Non-Hispanic whites

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Non-Hispanic whites
White, not Hispanic or Latino
Total population
195,483,640 (2012 ACS)
62.1% of the United States population
Regions with significant populations
Throughout the United States
Predominantly American English with local minorities who speak American French (Louisiana, Vermont, Maine, New Hampshire), Pennsylvania German language (Pennsylvania, Ohio, Indiana), and immigrant languages (esp. Russian, Arabic, Italian, Polish, and Greek[1])
Mostly Christianity; minorities practice Judaism, and other faiths or are nonreligious
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Non-Hispanic whites
White, not Hispanic or Latino
Total population
195,483,640 (2012 ACS)
62.1% of the United States population
Regions with significant populations
Throughout the United States
Predominantly American English with local minorities who speak American French (Louisiana, Vermont, Maine, New Hampshire), Pennsylvania German language (Pennsylvania, Ohio, Indiana), and immigrant languages (esp. Russian, Arabic, Italian, Polish, and Greek[1])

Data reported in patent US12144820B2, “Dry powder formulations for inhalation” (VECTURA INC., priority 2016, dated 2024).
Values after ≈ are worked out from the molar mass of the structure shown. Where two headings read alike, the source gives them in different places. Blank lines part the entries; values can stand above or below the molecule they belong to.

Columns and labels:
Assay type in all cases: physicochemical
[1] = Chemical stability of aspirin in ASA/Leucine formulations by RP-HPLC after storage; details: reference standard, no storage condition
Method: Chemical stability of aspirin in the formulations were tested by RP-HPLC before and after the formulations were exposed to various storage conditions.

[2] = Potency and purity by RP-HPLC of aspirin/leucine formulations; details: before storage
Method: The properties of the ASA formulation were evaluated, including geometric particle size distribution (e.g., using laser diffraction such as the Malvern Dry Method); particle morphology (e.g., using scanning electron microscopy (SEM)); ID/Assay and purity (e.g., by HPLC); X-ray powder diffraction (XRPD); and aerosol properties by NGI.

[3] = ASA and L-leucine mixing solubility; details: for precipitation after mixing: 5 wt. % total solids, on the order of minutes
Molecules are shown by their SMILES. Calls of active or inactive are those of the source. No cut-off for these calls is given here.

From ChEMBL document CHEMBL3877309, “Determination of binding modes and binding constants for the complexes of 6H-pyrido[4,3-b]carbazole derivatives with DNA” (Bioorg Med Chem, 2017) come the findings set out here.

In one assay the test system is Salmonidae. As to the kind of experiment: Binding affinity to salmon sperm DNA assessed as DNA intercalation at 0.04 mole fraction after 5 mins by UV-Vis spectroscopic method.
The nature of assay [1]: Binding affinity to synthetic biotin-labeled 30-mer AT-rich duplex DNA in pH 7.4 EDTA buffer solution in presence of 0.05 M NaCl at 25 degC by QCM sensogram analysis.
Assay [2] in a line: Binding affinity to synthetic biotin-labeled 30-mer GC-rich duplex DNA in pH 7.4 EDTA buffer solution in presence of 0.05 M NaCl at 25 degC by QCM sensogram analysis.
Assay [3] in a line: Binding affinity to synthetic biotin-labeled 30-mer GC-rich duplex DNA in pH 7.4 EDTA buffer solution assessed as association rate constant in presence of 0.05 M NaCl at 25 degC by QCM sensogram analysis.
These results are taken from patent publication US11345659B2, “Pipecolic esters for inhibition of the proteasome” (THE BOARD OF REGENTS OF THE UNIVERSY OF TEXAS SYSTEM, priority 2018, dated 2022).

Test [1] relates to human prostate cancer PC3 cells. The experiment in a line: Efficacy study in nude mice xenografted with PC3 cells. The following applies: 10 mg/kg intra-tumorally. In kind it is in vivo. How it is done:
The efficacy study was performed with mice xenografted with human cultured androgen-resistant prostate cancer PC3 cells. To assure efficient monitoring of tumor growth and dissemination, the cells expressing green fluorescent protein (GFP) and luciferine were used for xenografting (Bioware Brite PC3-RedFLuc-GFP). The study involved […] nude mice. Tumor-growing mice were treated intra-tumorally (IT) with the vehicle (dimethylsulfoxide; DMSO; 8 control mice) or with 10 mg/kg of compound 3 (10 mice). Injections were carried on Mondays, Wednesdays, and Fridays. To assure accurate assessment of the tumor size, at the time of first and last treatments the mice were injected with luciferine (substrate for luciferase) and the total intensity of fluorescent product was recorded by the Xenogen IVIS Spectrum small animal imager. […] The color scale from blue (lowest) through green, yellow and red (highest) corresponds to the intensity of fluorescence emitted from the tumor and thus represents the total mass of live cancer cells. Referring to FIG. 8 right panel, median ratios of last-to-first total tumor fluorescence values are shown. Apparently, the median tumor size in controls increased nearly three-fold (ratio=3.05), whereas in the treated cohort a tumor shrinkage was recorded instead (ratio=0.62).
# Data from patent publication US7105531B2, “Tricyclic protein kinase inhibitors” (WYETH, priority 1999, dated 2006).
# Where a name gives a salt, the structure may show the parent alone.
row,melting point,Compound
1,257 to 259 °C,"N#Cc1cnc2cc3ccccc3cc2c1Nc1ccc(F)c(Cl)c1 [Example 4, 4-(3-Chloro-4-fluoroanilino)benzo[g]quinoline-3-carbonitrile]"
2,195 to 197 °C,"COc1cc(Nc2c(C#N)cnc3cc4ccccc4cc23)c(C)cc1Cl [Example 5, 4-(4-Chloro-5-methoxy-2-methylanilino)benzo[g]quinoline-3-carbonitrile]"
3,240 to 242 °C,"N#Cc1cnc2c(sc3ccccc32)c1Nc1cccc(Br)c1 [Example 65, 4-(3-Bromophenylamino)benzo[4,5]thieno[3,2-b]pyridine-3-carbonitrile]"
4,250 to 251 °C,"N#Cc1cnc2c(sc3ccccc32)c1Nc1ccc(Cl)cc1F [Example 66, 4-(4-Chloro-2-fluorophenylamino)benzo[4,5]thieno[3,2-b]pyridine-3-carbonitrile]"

Mostly Christianity; minorities practice Judaism, and other faiths or are nonreligious

Non-Hispanic whites or white, not Hispanic or Latino are people in the United States, as defined by the Census Bureau, who are of the white race and are not of Hispanic or Latino origin/ethnicity.[2][3] Hence the designation is exclusive in the sense that it defines who is not included as opposed to who is. Non-Hispanic whites are a subset of white Americans, the other being white Hispanic and Latino Americans. In one study of self-identified European Americans,[4] more than half had less than 95% European ancestry and in another study, thirty per cent of non-Hispanic European Americans, on average, had some form of sub-Saharan African ancestry.[5]

Although generally all nations in Europe have contributed to the Non-Hispanic white population through emigration to Northern America in the last few centuries, the vast majority of Non-Hispanic whites trace their origins to Northwestern Europe while the other major source originates in Southern Italy, with German, Irish, and English background being most common. Persons of Portuguese descent are also considered Non-Hispanic whites, although the census is considering changing this status officially. [2]